Author’s Bio: Melissa Phillips Jordan, Ph.D. is a psychologist and author with many years of experience working with children. She was inspired to write about the experiences of children, and to add to the diversity of children’s book literature. Her children’s book captures the immigrant experience of a child in a relatable manner. She has had her own immigration experience of being U.S. born, subsequently living abroad in her parents' home country of Trinidad and Tobago, and then adjusting to returning to the U.S. as an adolescent. Currently, she lives with her family in Maryland where she enjoys new adventures, being creative, and giving a voice to children and their stories.
What inspired you to write your book?
MPJ: I wanted my first book to be about what I know. I know the experience of being a second generation immigrant, about being different and learning to be okay with that. That’s what this book is about. I wanted to tell the story through the eyes and ears of a young girl to whom anyone reading the story could relate.
Is there any particular author or book that influenced you in any way either growing up or as an adult?
MPJ: I find many authors fabulously inspiring! From childhood, I remember reading Enid Blyton books. The Wishing Chair was my favorite. I would float away each time I read it. While living in the Caribbean as a child, I read many Anansi stories, which are Ghanian folklore tales about a wise and mischievous spider, written by many authors. As a young adult, Sister Souljah’s Coldest Winter Ever left a strong impression. Richard Wright’s Native Son was one of the first books that made me shift from hating to wholeheartedly rooting for the main character by the end. Amazing writer! I’m also a fan of Terry McMillan, Eric Jerome Dickey, and Nicholas Sparks. I’ve recently discovered Ta-Nehishi Coates and Chimamanda Adichie and have been enjoying their books!
Is this your first book? How long did it take to start and finish your book?
MPJ: Yes, this is my first published book. I first wrote the manuscript back in the mid-2000’s as a part of a 4-book series. But, it was shelved for many years, and I would periodically pick it up and put it back down. That was until last year when I figured out how to make publishing a reality and discovered a financially feasible way to get the illustrations done. Once the illustrations were complete, I was able to publish within a few months.
Do you write with an outline, or just let it flow organically?
MPJ: While I have an outline and a story arc in mind, I prefer an organic flow when actually writing. I sit down to write when ideas come to me. There are times when I will hit a stride and be writing for hours for many days. Then some time might pass before I write again.
Do you listen to music when you write? If yes, is there a theme song for this book?
MPJ: I don’t listen to music while I write. Actually, the t.v. is usually the white noise in the background when I’m writing. But, if I had to pick a theme song for this book, it would be “Don’t Worry About A Thing” by Bob Marley!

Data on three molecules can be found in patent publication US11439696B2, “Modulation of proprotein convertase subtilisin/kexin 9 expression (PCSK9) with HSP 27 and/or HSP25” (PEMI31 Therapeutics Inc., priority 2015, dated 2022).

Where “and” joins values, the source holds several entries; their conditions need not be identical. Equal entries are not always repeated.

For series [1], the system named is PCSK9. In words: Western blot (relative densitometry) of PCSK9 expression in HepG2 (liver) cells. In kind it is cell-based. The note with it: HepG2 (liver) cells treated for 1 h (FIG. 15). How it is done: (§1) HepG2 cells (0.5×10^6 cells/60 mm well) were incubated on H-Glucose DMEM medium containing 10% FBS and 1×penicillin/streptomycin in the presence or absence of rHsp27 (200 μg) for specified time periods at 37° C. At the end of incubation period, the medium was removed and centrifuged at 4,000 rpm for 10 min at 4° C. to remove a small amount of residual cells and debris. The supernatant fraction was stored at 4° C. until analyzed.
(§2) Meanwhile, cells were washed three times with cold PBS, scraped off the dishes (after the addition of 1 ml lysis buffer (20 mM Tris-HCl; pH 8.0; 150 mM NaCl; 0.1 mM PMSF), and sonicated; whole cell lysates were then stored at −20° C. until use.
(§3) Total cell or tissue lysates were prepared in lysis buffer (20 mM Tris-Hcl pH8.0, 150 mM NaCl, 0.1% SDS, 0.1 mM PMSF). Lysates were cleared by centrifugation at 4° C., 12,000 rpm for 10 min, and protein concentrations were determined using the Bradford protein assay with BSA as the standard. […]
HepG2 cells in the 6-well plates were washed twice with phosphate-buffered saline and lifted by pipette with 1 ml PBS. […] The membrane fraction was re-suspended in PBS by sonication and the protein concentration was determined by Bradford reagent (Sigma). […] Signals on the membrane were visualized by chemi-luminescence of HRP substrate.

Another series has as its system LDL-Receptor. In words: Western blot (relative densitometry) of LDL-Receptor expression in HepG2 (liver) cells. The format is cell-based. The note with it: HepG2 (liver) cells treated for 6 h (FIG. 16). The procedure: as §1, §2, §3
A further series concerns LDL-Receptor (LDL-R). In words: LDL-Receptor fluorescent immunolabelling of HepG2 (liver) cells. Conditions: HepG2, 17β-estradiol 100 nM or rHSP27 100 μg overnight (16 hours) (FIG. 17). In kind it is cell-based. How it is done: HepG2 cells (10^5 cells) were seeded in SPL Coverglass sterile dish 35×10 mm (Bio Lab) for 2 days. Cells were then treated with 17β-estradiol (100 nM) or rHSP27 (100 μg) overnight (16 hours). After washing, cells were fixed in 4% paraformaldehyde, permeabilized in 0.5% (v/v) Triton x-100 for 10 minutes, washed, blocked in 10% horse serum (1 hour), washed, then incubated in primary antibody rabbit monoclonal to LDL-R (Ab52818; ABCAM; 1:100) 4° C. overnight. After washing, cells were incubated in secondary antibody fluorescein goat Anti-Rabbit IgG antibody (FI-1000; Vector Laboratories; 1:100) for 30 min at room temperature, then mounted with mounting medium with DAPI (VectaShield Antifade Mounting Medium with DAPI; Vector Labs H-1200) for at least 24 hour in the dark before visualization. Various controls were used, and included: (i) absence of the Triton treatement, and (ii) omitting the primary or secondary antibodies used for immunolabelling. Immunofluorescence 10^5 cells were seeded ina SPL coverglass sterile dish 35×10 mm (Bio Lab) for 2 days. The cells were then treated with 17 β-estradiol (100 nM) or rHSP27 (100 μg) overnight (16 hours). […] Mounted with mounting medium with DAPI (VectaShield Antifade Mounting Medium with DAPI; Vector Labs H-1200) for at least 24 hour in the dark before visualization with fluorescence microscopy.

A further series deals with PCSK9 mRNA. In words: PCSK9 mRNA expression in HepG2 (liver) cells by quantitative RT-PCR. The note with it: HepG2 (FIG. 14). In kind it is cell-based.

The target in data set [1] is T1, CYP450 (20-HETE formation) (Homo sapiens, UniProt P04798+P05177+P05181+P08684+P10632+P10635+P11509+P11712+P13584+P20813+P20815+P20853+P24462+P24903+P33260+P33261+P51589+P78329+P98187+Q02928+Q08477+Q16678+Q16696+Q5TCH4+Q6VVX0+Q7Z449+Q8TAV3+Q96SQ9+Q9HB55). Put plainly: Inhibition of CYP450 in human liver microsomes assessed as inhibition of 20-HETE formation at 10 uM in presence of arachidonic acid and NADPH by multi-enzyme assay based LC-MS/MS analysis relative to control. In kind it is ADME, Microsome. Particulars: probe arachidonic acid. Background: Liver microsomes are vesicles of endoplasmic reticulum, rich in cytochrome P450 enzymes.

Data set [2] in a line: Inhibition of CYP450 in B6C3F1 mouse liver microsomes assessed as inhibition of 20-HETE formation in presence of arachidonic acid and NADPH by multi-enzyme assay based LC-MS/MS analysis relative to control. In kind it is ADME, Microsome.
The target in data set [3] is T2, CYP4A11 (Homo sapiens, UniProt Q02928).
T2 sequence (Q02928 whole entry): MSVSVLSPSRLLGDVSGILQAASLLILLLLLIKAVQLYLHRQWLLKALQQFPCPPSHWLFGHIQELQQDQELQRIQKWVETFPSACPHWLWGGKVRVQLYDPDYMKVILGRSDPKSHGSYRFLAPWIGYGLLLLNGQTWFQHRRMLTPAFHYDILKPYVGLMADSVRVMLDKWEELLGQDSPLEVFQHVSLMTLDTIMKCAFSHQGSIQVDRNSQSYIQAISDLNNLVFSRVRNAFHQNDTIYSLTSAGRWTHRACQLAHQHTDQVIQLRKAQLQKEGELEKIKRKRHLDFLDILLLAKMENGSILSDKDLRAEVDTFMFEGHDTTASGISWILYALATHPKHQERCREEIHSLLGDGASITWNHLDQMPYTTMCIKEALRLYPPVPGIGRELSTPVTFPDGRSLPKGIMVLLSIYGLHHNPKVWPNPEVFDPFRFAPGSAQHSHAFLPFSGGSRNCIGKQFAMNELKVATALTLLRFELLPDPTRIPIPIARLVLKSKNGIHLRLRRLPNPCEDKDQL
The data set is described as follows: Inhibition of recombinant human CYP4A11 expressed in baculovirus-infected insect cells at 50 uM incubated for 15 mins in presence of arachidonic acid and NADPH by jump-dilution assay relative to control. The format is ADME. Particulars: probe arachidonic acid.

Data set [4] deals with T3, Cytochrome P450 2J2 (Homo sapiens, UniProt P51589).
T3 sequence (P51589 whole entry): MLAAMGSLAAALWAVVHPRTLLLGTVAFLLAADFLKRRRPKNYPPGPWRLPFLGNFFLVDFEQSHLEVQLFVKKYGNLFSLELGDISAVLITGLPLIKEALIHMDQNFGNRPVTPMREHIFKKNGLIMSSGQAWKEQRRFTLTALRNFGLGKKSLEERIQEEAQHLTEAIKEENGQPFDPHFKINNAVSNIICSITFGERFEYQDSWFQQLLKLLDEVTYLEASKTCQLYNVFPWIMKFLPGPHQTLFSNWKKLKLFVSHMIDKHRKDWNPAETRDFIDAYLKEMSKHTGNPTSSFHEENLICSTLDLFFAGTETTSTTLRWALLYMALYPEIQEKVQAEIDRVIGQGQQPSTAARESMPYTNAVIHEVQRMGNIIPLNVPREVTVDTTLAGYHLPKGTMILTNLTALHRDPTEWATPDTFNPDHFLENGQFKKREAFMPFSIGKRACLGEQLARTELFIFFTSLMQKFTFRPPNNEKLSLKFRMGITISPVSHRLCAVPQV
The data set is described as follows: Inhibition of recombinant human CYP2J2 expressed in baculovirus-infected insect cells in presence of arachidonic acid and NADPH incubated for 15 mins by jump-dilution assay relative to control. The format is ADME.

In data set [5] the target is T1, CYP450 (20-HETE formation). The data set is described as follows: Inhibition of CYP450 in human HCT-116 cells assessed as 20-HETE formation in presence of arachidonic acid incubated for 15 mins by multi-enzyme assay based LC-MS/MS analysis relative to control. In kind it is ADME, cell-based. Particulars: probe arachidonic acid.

What are the keys to success in getting your book out to the public?
MPJ: I think the key to success is to be visible through many medias, keeping in mind that you are your brand and you need to represent your brand well. Attending book festivals and fairs, writer conferences, contacting schools, and using social media are powerful tools for marketing and sales. Be a consistent, visible presence.
What advice would you give to new authors?
MPJ: What I would share with a new author is there is no need to reinvent the wheel, though you can put your own stamp on it. The resources are out there; it’s a matter of researching and networking. Keep seeking information, asking questions, and networking with others who write and inspire you. You will find out so much along the way.
How about sharing an excerpt from What Do I Sound Like?
As Kai gets off the school bus, her mother and her dog Cuddles are waiting for her.
Kai says, “Hi, Mommy.”
Her mother smiles and says, “Hi Kai! How was school today?”
Kai looks at the ground and says, “It was okay.” They begin to walk home.
Her mother asks, “It was just okay? What happened today?”
Kai asks, “Mommy, do you think I talk funny?”
Her mother answers, “No. Do you think you talk funny?”
“No, but some of my friends at school say I talk funny.”
“They do?” asks her mother.
Kai looks confused and says, “Yeah, but I don't know what's funny about how I talk.”
“Well,” her mother says, “They are probably talking about what you sound like when you talk.”
Kai wonders, “What do I sound like?”
“Well, you have an accent.”
Kai looks even more confused as she walks along and says, “I have a what?”
Her mother replies, “An accent. It's the way our words sound when we say them.”
“Oh.” Kai wonders, “Well, do I sound that way right now?”
What’s next for you?
MPJ: Well, What Do I Sound Like is the first book of the Kai and Cuddles Adventure Series. I will soon be working with my illustrator for the second book in the series. I hope to have it published by this fall.
Where can readers find out more about you and your book(s)?
· Amazon Author Page: https://www.amazon.com/-/e/B01KRA4QXE
· Facebook: https://www.facebook.com/Learntocurve/
· Twitter: https://twitter.com/LearnToCurve
It’s been a pleasure having you here with us today. I know my readers will enjoy getting to know you and your work.